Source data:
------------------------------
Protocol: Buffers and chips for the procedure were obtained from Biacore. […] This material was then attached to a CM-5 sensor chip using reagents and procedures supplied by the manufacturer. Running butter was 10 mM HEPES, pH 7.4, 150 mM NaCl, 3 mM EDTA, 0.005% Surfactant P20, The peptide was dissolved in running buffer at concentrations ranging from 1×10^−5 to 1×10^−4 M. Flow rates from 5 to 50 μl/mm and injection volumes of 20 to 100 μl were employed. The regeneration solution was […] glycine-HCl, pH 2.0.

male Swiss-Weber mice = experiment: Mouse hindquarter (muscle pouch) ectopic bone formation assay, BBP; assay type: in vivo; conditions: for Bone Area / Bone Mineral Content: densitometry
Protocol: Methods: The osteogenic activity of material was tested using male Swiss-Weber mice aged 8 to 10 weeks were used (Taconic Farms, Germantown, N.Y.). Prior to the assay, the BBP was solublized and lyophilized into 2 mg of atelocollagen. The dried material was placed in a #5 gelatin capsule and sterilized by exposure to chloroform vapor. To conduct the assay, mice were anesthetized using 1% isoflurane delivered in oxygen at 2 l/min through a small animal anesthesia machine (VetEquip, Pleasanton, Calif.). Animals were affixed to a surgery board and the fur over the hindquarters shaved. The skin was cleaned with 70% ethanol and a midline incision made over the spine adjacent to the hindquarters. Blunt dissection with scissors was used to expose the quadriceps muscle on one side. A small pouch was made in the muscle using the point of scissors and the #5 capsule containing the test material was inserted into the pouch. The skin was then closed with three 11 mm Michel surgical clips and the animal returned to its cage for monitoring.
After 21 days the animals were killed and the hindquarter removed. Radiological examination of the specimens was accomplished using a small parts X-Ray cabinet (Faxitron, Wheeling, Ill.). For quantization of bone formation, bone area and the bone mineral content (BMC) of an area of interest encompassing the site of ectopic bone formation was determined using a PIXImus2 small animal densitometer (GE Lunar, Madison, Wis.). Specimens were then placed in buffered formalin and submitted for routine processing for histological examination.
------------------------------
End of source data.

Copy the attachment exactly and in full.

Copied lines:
Protocol: Buffers and chips for the procedure were obtained from Biacore. […] This material was then attached to a CM-5 sensor chip using reagents and procedures supplied by the manufacturer. Running butter was 10 mM HEPES, pH 7.4, 150 mM NaCl, 3 mM EDTA, 0.005% Surfactant P20, The peptide was dissolved in running buffer at concentrations ranging from 1×10^−5 to 1×10^−4 M. Flow rates from 5 to 50 μl/mm and injection volumes of 20 to 100 μl were employed. The regeneration solution was […] glycine-HCl, pH 2.0.

male Swiss-Weber mice = experiment: Mouse hindquarter (muscle pouch) ectopic bone formation assay, BBP; assay type: in vivo; conditions: for Bone Area / Bone Mineral Content: densitometry
Protocol: Methods: The osteogenic activity of material was tested using male Swiss-Weber mice aged 8 to 10 weeks were used (Taconic Farms, Germantown, N.Y.). Prior to the assay, the BBP was solublized and lyophilized into 2 mg of atelocollagen. The dried material was placed in a #5 gelatin capsule and sterilized by exposure to chloroform vapor. To conduct the assay, mice were anesthetized using 1% isoflurane delivered in oxygen at 2 l/min through a small animal anesthesia machine (VetEquip, Pleasanton, Calif.). Animals were affixed to a surgery board and the fur over the hindquarters shaved. The skin was cleaned with 70% ethanol and a midline incision made over the spine adjacent to the hindquarters. Blunt dissection with scissors was used to expose the quadriceps muscle on one side. A small pouch was made in the muscle using the point of scissors and the #5 capsule containing the test material was inserted into the pouch. The skin was then closed with three 11 mm Michel surgical clips and the animal returned to its cage for monitoring.
After 21 days the animals were killed and the hindquarter removed. Radiological examination of the specimens was accomplished using a small parts X-Ray cabinet (Faxitron, Wheeling, Ill.). For quantization of bone formation, bone area and the bone mineral content (BMC) of an area of interest encompassing the site of ectopic bone formation was determined using a PIXImus2 small animal densitometer (GE Lunar, Madison, Wis.). Specimens were then placed in buffered formalin and submitted for routine processing for histological examination.